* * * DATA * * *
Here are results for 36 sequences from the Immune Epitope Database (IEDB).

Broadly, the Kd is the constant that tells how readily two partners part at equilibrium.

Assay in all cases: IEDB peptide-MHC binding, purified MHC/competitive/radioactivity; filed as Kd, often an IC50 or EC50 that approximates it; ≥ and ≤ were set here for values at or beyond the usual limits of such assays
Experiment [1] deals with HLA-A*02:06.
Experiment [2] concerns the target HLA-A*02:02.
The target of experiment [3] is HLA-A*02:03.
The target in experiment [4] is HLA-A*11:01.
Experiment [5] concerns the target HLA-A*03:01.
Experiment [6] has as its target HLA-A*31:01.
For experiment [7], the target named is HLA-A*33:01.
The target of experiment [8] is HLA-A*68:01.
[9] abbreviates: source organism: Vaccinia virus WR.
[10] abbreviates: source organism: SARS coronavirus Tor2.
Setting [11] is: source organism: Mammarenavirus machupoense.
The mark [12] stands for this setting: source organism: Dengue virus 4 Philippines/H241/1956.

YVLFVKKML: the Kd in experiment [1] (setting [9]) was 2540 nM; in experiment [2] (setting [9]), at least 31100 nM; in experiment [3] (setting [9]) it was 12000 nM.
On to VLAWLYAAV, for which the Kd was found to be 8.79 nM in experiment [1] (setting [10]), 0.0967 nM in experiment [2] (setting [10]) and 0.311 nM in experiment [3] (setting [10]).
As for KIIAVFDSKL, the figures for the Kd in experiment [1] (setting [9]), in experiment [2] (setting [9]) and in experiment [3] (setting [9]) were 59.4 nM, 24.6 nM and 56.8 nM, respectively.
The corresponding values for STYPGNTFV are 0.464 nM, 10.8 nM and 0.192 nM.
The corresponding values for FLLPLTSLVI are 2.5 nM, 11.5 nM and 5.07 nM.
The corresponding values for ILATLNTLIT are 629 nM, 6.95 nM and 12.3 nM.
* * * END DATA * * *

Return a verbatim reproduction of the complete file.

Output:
Here are results for 36 sequences from the Immune Epitope Database (IEDB).

Broadly, the Kd is the constant that tells how readily two partners part at equilibrium.

Assay in all cases: IEDB peptide-MHC binding, purified MHC/competitive/radioactivity; filed as Kd, often an IC50 or EC50 that approximates it; ≥ and ≤ were set here for values at or beyond the usual limits of such assays
Experiment [1] deals with HLA-A*02:06.
Experiment [2] concerns the target HLA-A*02:02.
The target of experiment [3] is HLA-A*02:03.
The target in experiment [4] is HLA-A*11:01.
Experiment [5] concerns the target HLA-A*03:01.
Experiment [6] has as its target HLA-A*31:01.
For experiment [7], the target named is HLA-A*33:01.
The target of experiment [8] is HLA-A*68:01.
[9] abbreviates: source organism: Vaccinia virus WR.
[10] abbreviates: source organism: SARS coronavirus Tor2.
Setting [11] is: source organism: Mammarenavirus machupoense.
The mark [12] stands for this setting: source organism: Dengue virus 4 Philippines/H241/1956.

YVLFVKKML: the Kd in experiment [1] (setting [9]) was 2540 nM; in experiment [2] (setting [9]), at least 31100 nM; in experiment [3] (setting [9]) it was 12000 nM.
On to VLAWLYAAV, for which the Kd was found to be 8.79 nM in experiment [1] (setting [10]), 0.0967 nM in experiment [2] (setting [10]) and 0.311 nM in experiment [3] (setting [10]).
As for KIIAVFDSKL, the figures for the Kd in experiment [1] (setting [9]), in experiment [2] (setting [9]) and in experiment [3] (setting [9]) were 59.4 nM, 24.6 nM and 56.8 nM, respectively.
The corresponding values for STYPGNTFV are 0.464 nM, 10.8 nM and 0.192 nM.
The corresponding values for FLLPLTSLVI are 2.5 nM, 11.5 nM and 5.07 nM.
The corresponding values for ILATLNTLIT are 629 nM, 6.95 nM and 12.3 nM.